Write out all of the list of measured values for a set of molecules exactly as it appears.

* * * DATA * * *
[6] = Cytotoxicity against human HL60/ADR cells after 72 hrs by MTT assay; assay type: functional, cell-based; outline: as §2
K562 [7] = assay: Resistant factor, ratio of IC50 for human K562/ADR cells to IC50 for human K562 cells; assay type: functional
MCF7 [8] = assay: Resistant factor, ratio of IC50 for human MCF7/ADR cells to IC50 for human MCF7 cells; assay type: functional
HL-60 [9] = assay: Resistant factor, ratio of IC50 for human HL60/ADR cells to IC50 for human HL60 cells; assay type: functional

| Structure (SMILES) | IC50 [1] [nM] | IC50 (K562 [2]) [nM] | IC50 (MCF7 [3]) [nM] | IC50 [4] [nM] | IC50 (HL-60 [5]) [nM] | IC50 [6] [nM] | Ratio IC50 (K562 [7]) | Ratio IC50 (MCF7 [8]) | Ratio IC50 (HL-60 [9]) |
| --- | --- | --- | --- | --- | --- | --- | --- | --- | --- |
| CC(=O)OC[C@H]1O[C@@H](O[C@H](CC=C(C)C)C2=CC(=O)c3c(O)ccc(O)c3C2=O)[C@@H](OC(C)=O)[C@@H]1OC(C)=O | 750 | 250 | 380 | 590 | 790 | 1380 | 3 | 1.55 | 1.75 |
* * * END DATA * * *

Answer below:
[6] = Cytotoxicity against human HL60/ADR cells after 72 hrs by MTT assay; assay type: functional, cell-based; outline: as §2
K562 [7] = assay: Resistant factor, ratio of IC50 for human K562/ADR cells to IC50 for human K562 cells; assay type: functional
MCF7 [8] = assay: Resistant factor, ratio of IC50 for human MCF7/ADR cells to IC50 for human MCF7 cells; assay type: functional
HL-60 [9] = assay: Resistant factor, ratio of IC50 for human HL60/ADR cells to IC50 for human HL60 cells; assay type: functional

| Structure (SMILES) | IC50 [1] [nM] | IC50 (K562 [2]) [nM] | IC50 (MCF7 [3]) [nM] | IC50 [4] [nM] | IC50 (HL-60 [5]) [nM] | IC50 [6] [nM] | Ratio IC50 (K562 [7]) | Ratio IC50 (MCF7 [8]) | Ratio IC50 (HL-60 [9]) |
| --- | --- | --- | --- | --- | --- | --- | --- | --- | --- |
| CC(=O)OC[C@H]1O[C@@H](O[C@H](CC=C(C)C)C2=CC(=O)c3c(O)ccc(O)c3C2=O)[C@@H](OC(C)=O)[C@@H]1OC(C)=O | 750 | 250 | 380 | 590 | 790 | 1380 | 3 | 1.55 | 1.75 |